Infectious agents are likely to play a role in the pathogenesis of chronic inflammatory diseases, including abdominal aortic aneurysms (AAAs). The goal of this study was to determine if Borrelia burgdorferi sensu lato (sl), a microorganism responsible for
Lyme disease, is involved in the etiology of AAAs. The presence of serum antibodies against B. burgdorferi sl was measured with enzyme-linked immunosorbent assay (ELISA) and confirmed by Western blotting in 96 AAA and 108 peripheral artery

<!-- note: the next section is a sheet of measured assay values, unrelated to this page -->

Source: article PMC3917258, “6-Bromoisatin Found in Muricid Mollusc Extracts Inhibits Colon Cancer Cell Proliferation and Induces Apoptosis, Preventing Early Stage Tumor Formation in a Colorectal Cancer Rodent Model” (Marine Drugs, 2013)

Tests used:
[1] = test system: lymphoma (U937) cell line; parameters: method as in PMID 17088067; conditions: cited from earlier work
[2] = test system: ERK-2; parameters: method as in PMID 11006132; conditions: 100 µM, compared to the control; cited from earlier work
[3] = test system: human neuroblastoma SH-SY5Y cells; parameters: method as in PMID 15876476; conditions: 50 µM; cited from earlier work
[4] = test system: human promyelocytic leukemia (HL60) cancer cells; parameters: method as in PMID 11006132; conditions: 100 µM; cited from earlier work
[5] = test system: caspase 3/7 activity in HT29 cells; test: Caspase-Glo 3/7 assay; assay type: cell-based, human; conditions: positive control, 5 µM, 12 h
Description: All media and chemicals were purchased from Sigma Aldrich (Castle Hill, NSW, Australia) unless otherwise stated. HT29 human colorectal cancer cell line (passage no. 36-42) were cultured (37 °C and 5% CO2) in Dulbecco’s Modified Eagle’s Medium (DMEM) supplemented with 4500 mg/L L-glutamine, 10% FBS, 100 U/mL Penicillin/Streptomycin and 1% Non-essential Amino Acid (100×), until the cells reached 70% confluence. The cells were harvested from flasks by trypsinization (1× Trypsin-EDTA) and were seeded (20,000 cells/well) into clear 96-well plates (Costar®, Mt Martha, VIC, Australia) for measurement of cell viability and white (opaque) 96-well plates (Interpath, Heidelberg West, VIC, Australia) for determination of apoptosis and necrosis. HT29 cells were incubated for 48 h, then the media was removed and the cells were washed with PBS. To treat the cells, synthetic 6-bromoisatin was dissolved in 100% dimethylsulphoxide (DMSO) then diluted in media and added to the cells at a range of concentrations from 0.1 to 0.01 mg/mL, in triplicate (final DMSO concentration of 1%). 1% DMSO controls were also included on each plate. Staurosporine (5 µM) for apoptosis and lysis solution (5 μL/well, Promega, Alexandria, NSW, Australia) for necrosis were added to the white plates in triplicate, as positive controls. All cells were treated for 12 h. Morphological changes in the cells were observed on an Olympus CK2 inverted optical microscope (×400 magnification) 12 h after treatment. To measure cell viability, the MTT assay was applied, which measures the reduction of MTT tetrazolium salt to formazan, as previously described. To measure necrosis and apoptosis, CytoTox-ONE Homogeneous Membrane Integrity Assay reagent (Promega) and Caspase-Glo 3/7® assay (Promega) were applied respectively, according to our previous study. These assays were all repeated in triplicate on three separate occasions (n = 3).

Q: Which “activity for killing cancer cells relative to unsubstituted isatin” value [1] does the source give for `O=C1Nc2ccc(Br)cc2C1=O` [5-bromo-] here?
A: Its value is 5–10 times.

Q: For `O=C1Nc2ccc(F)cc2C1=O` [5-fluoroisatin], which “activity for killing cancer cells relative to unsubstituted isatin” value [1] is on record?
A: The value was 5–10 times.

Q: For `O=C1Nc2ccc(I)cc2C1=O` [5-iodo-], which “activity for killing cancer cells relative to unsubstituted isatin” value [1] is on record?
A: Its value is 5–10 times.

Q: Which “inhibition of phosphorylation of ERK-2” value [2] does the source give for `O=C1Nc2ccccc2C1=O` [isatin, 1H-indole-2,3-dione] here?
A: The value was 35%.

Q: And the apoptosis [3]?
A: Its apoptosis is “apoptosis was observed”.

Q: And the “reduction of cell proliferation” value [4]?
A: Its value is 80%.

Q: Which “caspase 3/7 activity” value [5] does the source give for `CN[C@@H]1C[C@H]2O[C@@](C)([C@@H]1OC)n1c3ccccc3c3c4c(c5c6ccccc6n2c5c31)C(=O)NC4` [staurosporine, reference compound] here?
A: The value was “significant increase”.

disease (PAD) patients. Polymerase chain reaction (PCR) was used for the detection of Borrelia-specific DNA in the aneurysm wall. Among AAA patients 34% and among PAD patients 16% were seropositive for B. burgdorferi sl antibodies (Fisher’s exact test, p = 0.003; odds ratio [OR] 2.79; 95% confidence interval [CI] 1.37-5.85). In the German general population, 3-17% are seropositive for Borrelia antibodies. No Borrelia DNA was detected in the aneurysm wall. Our findings suggest a relationship between AAAs and B. burgdorferi sl. We hypothesize that the underlying mechanism for B. burgdorferi sl in AAA formation is similar to that by the spirochete Treponema pallidum; alternatively, AAAs could develop due to induced autoimmunity via molecular mimicry due to similarities between some of the B. burgdorferi sl proteins and aortic proteins.